Providing Good Dental Care Can Extend Your Dog's Life
Author: Lee Dobbins
Caring for your dogs teeth is a vital part of his overall health and maintenance. Sure, you may feel funny brushing Fido's pearly whites every night before bed, but good dental care for dogs is much more than just having white teeth and good breath.
Dental disease in dogs can cause serious health issues as the bacteria from infected gums and teeth can "spread" to other parts of the body and affect vital organs such as the heart, kidneys and intestines. Tarter or dental calculus starts off soft but can harden on the dogs teeth. Once hardened, it cannot be brushed away but requires a dental scaling just like you get in the dentist chair! If the teeth are left untreated, the buildup can cause the gums to become inflamed and can also cause serious infections.
Does Your Dog Have Bad Teeth?
To tell if your dog has bad teeth, lift up his lips and check his teeth at the gumline - can you see tarter? Are the teeth white or discolored? Does his breath smell? Are there broken teeth?
All of these can indicate the need for better dog tooth care. Your veterinarian will probably do a dental check as part of they yearly checkup and can advise you as to the extent of the problem, if any.
Providing Better Dog Tooth Care
Chewing on raw bones can be a good way for your dog to remove built up tarter. I would advise against cooked bones as they can splinter and cause damage to the gums or intestine if swallowed. There are also some manufactured bones that are specially formulated for dental care.
Brushing Your Dogs Teeth
Brushing is a vital part of dog tooth care and should be done at least once a week. There are plenty of flavored toothpastes formulated for dogs that your pet will love the taste of. You can use a finger brush (a rubber piece that fits on the end of
your finger with bristles), a hand held brush that looks much like a human tooth brush, or a little brush that fits on the end of a "ring" which you put on your finger. I have a tiny dog with a small mouth and I find the "ring" brush works best for me.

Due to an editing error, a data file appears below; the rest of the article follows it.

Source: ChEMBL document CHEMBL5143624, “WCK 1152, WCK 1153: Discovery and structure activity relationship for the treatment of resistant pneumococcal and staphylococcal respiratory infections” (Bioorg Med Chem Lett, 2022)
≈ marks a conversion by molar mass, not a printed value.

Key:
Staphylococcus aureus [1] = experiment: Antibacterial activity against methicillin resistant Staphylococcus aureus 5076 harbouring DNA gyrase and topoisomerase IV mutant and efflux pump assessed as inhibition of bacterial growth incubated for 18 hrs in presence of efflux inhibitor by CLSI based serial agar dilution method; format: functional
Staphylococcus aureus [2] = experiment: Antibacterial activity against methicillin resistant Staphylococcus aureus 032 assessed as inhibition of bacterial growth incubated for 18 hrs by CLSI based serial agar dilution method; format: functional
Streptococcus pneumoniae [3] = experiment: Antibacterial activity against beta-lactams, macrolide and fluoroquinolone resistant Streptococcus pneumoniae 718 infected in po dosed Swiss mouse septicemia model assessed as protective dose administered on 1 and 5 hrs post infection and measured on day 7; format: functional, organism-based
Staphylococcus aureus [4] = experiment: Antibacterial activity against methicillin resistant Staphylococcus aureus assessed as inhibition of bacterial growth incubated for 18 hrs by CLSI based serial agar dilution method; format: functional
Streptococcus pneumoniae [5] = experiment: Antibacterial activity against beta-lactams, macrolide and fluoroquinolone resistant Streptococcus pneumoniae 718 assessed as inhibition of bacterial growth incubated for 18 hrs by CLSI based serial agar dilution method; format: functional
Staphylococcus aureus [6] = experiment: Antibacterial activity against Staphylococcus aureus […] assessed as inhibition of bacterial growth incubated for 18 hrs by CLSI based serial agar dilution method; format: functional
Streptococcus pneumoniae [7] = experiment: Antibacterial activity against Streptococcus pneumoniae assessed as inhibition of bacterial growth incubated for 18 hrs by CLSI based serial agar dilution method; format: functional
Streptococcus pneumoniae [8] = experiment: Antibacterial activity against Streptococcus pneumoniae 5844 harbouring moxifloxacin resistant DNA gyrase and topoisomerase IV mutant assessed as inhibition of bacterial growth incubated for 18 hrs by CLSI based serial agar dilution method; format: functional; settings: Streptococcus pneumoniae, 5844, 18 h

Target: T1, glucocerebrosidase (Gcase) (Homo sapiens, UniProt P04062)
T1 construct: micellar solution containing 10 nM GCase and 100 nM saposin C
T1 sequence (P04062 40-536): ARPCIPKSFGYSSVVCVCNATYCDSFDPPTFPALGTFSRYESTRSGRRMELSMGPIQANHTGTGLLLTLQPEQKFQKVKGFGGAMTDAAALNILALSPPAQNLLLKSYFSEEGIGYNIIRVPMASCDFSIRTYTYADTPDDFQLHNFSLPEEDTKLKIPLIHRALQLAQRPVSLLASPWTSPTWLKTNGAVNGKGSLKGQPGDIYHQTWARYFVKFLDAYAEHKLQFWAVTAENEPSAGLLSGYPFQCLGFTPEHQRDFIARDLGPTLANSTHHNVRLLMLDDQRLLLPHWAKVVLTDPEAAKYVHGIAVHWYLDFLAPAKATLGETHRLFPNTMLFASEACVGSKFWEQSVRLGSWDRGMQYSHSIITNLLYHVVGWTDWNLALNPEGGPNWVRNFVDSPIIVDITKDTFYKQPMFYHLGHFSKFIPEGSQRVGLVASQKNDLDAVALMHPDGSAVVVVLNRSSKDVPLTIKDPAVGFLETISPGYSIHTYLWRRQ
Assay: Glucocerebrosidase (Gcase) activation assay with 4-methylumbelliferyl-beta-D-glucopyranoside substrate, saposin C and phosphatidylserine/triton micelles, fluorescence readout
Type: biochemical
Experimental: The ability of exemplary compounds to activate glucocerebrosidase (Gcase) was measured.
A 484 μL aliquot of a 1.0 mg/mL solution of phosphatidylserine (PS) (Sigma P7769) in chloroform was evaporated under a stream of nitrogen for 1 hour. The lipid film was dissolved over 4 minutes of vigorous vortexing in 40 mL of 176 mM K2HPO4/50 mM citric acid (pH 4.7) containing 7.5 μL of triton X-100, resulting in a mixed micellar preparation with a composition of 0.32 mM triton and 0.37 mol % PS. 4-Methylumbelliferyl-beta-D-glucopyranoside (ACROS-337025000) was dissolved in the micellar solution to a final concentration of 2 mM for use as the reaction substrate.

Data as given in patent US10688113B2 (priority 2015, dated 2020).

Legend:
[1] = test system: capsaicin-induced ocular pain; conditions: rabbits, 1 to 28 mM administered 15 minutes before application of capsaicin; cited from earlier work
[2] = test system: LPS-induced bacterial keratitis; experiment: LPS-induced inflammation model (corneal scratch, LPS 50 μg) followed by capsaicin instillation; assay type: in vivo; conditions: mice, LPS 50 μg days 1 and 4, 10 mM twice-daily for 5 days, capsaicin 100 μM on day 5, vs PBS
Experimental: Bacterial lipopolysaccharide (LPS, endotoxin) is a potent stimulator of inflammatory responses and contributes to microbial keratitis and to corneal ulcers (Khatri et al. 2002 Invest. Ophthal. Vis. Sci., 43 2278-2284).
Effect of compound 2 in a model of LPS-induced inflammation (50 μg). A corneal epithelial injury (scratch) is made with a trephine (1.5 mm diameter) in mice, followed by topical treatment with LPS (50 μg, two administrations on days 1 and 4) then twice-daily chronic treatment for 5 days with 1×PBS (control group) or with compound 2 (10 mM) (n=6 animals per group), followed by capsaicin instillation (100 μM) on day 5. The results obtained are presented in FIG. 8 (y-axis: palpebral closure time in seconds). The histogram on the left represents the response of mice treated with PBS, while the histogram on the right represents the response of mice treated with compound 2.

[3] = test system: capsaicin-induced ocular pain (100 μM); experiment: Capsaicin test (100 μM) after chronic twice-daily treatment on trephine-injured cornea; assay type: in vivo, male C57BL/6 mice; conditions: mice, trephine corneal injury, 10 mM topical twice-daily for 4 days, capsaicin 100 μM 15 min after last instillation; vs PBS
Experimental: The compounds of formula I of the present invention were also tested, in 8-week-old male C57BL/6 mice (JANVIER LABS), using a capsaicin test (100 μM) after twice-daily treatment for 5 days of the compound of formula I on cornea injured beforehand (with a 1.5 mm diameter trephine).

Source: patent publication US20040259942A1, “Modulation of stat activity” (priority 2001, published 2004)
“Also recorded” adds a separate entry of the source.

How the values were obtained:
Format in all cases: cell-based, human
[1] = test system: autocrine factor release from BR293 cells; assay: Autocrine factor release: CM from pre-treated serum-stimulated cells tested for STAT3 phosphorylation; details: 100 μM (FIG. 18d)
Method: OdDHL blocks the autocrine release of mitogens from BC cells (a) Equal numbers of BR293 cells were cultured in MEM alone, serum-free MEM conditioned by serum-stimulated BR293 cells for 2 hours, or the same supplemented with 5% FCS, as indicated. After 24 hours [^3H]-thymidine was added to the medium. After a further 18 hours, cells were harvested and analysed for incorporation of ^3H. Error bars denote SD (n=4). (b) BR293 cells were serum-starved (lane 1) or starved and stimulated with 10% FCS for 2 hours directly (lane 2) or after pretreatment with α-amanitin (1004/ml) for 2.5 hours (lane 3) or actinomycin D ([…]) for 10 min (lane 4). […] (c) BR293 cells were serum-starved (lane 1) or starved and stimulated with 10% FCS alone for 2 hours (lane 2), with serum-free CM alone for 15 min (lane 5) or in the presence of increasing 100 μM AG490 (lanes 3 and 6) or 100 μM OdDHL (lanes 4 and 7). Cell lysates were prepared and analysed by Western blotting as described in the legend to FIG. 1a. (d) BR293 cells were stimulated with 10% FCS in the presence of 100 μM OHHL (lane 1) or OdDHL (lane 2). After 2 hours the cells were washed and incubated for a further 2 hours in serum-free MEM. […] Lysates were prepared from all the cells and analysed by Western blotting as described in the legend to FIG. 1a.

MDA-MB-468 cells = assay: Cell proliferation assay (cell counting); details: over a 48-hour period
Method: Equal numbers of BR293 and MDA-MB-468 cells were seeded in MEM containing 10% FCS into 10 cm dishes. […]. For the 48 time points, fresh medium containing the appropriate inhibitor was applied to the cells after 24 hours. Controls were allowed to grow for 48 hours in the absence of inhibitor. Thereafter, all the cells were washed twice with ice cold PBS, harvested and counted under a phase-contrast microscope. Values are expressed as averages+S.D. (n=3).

This procedure is done by your veterinarian and is pretty much the same thing as the scaling you get at the dentist. The teeth are scraped and polished and any loose or badly damaged teeth are removed. Your dog is put under anesthesia for this
procedure and it is quite costly. Proper brushing will limit the need for this to be done.
Getting Your Dog Used To Brushing
While it's best to start when he is a puppy, it's not too late for your older dog to get good dental care! Start off slowly, maybe with just a dab of the toothpaste on your finger so he can lick it off (my dog loves the taste!). Be sure to use a special paste for dogs and not human toothpaste - get a paste from your vet that has enzymes that will help fight the bacteria. Also, you'll want a soft brush so you do not damage the gums.
Take it one day at a time and gradually get the dog used to you touching his head and opening the mouth. Each day try to go one step further - open the mouth, then touch his teeth, then his gums. Use your finger at first and introduce the brush later. This can be a a bonding time for you and your dog - eventually your pet may even look forward to his nightly brushing!
You should try to brush your dogs teeth every day or at least every other day so that the plaque will not have a chance to harden. While this may seem like a chore, think of it as an important medical need for your pet. Frequent brushing and proper dental care can add years to your pets life!